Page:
Rhinos don’t just need protecting from poachers. Keeping them healthy and providing them with veterinary care is just as important to ensuring their survival, but, like most things, it comes at a cost.
During the 1980s poaching drastically reduced the number of black rhinos in Kenya to fewer than 280 individuals. Thanks to persistent conservation efforts, numbers grew, and today the country holds the third-largest black rhino population in Africa. However, as the total number of rhinos in Kenya is just 745, protecting every animal is critical if we are to secure the species’ future.
Whether it’s providing treatment to an injured calf, moving an aggressive bull to a different reserve or returning an animal that has broken through a fence, staff on the ground need to be equipped and prepared for unexpected emergencies. While most incidents involve staff from one or more rhino conservancies and a vet, extreme cases can require aircraft, capture trucks and extra teams on the ground, and the costs add up.
To tackle the on-going threat of poaching, the Association of Private and community Land Rhino Sanctuaries (APLRS) was established in 1990 to improve rhino management on private and community land in collaboration with government authorities. However, with essential operational and security expenditure increasing, there was need to secure additional funding to cover unexpected emergency costs.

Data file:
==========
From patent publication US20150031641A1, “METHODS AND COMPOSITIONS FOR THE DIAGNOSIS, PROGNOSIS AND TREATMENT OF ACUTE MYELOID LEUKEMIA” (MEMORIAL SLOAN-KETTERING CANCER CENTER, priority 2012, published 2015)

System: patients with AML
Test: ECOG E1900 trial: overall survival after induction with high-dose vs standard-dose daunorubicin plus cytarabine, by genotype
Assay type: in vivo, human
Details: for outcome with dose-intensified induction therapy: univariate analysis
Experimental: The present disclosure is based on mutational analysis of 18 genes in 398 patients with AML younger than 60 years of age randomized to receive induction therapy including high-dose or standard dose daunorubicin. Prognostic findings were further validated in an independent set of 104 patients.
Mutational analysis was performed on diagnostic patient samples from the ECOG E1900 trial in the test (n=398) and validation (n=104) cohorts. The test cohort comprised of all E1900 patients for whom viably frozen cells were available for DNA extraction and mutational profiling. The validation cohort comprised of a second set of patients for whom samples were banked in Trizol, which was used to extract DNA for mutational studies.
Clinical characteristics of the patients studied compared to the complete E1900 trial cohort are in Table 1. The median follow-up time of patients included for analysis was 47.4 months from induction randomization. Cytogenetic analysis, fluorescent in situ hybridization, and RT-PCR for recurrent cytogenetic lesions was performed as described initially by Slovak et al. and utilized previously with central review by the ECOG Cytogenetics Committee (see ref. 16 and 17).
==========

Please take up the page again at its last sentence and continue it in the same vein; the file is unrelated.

In 2010, Save the Rhino International began to support a new initiative, the APLRS Emergency Fund for black rhino, which reimburses APLRS members up to 50% of the costs incurred for any emergency response when a black rhino needs a veterinary intervention. From 1 April 2019 to 31 March 2020, your donations helped APLRS members to provide care for five black rhinos: Sambu, Lojipu, two adult male rhinos and Meimei, who sadly died due to the severity of her illness.
Female black rhino Sambu left her maternal territory and escaped into a new area of Ol Jogi Conservancy, but, luckily, thanks to reports from the local community, rangers managed to track her. Your kind contributions not only allowed the team to guide her back into the Conservancy with a helicopter, but also to reward the local community with a donation, which was then used for repairs to a primary school and to buy goats. We are delighted to report that Sambu has now established a new home territory at Ol Jogi – a happy ending for the rhino and the community that offered a helping hand.
However, that’s not the only help on offer. Generous donations from Save the Rhino supporters have been an immense help to the all of the conservancies. It is not only lifting the financial burden, but also ensuring that staff can give the very best care to rhinos in need. APLRS member conservancies are able to respond faster and better to rhino emergencies and, in turn, this will help them to manage and grow rhino populations in the area. Thanks to your help, Kenya’s rhinos are in safer hands and there is hope for their future.